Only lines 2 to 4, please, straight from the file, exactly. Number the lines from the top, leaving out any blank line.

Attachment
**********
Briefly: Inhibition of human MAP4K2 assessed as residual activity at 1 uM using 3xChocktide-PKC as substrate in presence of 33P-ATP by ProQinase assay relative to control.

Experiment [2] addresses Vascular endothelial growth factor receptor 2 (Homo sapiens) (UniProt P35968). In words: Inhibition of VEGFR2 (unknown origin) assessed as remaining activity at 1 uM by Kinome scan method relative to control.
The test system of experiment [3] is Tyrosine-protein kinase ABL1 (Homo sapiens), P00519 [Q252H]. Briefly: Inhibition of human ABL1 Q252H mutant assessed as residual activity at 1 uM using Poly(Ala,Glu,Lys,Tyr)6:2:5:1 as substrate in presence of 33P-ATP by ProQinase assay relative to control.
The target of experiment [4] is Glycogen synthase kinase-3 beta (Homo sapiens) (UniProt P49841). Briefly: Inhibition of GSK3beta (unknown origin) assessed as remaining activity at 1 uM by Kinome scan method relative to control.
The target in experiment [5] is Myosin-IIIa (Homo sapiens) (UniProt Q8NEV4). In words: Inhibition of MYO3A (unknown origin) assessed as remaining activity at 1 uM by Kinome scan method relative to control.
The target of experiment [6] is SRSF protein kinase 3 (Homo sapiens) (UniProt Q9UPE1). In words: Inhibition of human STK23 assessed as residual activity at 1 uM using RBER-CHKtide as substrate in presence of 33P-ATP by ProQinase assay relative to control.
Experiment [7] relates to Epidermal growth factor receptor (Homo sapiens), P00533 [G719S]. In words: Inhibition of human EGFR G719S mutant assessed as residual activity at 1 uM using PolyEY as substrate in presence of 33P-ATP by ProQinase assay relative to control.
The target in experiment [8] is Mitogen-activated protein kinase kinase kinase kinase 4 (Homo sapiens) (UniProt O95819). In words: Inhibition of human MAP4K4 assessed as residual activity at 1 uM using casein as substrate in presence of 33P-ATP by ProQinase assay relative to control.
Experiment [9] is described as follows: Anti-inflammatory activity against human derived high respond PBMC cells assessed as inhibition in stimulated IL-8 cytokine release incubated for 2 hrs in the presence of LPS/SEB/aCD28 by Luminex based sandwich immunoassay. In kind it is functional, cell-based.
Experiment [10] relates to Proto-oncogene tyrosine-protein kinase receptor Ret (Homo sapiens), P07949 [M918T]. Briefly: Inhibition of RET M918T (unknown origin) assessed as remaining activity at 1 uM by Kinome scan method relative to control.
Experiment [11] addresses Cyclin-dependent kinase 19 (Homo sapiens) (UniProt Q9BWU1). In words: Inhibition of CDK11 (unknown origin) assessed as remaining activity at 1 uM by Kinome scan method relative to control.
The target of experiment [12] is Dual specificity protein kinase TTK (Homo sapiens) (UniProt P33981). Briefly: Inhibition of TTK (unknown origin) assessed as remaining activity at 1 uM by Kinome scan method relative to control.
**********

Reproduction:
Experiment [2] addresses Vascular endothelial growth factor receptor 2 (Homo sapiens) (UniProt P35968). In words: Inhibition of VEGFR2 (unknown origin) assessed as remaining activity at 1 uM by Kinome scan method relative to control.
The test system of experiment [3] is Tyrosine-protein kinase ABL1 (Homo sapiens), P00519 [Q252H]. Briefly: Inhibition of human ABL1 Q252H mutant assessed as residual activity at 1 uM using Poly(Ala,Glu,Lys,Tyr)6:2:5:1 as substrate in presence of 33P-ATP by ProQinase assay relative to control.
The target of experiment [4] is Glycogen synthase kinase-3 beta (Homo sapiens) (UniProt P49841). Briefly: Inhibition of GSK3beta (unknown origin) assessed as remaining activity at 1 uM by Kinome scan method relative to control.